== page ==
Milawanda – Miletos – Palatia – Balat
Miletus was one of the most important cities of classical antiquity. It was a metropolis as early as the sixth century BCE. Its location at the western coast of Türkiye, right where the Büyük Menderes River flows into the Aegean Sea, made it a major hub of Mediterranean trade networks. Many colonies along the Mediterranean and Black Sea coasts were established from Miletus. The earliest traces of human settlement date back to the late Chalcolithic in the fourth millennium BCE. As recently as the fifteenth century CE, Miletus was an important trading base of the principality of Menteşe. At that time, it maintained commercial connections as far afield as Venice.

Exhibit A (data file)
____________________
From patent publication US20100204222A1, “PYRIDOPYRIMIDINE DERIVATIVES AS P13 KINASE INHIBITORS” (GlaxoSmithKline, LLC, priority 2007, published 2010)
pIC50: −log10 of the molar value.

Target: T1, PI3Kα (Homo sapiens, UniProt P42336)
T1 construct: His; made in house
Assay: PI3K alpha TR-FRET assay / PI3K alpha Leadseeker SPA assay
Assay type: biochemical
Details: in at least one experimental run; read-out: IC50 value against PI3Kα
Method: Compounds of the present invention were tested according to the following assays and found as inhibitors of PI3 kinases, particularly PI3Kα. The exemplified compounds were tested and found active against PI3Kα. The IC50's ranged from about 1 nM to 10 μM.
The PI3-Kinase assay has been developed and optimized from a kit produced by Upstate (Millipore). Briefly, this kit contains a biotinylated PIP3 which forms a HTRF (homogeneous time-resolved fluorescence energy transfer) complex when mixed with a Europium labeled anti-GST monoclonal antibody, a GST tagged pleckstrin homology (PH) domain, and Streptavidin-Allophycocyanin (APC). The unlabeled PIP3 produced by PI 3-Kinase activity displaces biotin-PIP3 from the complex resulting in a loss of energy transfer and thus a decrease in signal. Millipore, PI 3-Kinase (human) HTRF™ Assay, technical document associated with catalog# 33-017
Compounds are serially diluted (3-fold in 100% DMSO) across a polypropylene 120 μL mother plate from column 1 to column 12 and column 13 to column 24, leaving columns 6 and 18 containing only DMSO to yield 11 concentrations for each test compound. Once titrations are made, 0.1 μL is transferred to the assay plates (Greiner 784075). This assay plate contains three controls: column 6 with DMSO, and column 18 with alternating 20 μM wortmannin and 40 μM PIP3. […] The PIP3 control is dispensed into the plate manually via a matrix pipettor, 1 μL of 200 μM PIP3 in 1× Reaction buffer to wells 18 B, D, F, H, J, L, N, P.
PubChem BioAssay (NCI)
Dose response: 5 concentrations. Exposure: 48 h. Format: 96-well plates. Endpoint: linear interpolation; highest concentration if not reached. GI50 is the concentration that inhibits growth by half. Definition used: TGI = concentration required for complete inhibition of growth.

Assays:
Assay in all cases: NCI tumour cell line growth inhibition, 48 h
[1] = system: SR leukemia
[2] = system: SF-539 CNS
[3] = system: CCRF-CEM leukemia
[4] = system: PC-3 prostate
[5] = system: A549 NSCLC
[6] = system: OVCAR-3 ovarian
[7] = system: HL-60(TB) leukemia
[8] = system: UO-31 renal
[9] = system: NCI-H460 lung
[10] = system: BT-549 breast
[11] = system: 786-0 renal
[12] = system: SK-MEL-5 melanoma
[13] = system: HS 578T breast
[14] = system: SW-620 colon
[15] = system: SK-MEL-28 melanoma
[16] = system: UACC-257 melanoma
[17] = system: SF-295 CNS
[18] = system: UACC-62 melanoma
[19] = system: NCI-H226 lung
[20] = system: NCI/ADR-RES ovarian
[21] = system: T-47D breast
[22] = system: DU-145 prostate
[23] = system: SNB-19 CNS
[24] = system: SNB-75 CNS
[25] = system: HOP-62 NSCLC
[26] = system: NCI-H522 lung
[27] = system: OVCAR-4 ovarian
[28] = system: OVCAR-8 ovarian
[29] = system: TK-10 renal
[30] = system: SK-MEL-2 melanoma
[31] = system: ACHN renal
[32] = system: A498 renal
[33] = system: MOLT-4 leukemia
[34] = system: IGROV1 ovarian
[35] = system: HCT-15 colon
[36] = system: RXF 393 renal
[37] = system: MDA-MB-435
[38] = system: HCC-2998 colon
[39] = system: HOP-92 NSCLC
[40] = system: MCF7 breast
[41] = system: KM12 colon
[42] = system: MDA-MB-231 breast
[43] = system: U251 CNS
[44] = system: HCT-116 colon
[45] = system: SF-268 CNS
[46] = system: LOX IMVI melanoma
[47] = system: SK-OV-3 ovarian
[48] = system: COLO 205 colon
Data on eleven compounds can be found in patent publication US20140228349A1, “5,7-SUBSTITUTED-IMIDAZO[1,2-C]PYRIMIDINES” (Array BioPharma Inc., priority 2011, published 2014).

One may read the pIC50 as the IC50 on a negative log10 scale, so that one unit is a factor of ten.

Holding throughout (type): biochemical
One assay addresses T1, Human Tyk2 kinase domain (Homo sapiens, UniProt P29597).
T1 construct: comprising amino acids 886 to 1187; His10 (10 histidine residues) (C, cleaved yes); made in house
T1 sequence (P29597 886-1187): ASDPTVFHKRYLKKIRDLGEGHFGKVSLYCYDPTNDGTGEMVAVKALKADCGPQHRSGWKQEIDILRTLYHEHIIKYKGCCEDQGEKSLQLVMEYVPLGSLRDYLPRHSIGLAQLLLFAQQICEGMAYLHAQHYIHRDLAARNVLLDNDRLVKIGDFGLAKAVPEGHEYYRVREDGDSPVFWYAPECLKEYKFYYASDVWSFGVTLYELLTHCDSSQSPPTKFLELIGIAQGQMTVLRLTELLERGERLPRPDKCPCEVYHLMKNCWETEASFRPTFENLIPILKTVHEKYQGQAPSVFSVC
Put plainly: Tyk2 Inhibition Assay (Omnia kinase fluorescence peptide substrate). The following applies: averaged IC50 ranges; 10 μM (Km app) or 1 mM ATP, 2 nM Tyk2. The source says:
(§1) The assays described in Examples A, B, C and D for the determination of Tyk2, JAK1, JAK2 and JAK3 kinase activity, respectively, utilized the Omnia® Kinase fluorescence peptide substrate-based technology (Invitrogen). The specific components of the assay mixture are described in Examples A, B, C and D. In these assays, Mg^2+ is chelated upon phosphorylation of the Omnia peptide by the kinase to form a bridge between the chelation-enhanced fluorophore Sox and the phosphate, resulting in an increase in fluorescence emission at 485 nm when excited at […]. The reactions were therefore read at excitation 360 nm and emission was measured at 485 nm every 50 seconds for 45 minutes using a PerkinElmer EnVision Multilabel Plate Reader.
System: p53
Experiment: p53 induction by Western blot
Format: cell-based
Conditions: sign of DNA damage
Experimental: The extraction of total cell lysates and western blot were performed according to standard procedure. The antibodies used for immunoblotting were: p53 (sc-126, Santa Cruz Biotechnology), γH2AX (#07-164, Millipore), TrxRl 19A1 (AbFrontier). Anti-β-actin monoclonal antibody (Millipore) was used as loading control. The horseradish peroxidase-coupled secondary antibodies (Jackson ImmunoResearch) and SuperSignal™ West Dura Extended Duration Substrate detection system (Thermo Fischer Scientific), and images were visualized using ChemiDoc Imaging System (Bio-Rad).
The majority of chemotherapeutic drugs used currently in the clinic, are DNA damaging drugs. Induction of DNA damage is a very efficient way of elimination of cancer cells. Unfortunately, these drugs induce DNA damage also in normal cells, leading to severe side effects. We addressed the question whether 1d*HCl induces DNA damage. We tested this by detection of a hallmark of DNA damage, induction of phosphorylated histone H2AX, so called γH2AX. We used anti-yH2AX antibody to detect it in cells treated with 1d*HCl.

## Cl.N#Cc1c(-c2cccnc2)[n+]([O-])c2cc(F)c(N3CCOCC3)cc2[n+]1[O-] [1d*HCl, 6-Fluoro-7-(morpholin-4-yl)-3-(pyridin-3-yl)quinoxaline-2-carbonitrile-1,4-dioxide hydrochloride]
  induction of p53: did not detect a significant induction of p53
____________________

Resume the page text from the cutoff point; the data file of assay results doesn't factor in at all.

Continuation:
Archaeologists began to study Miletus in 1873. Since 2018, Universität Hamburg has carried out these excavations as educational fieldwork in collaboration with international partners. Finds include excellently preserved painted vessels and famous sculptures, such as the Miletus Torso. They are exhibited on site and in the museums of Izmir, Istanbul, Berlin, and Paris. Visitors of the extensive site can see evidence of monumental architecture from various periods. The best-preserved examples are a theatre from the Roman Empire and the İlyas Bey Mosque from the fifteenth century. The modern visitors’ paths convey a clear sense of the grid-like layout of the ancient city.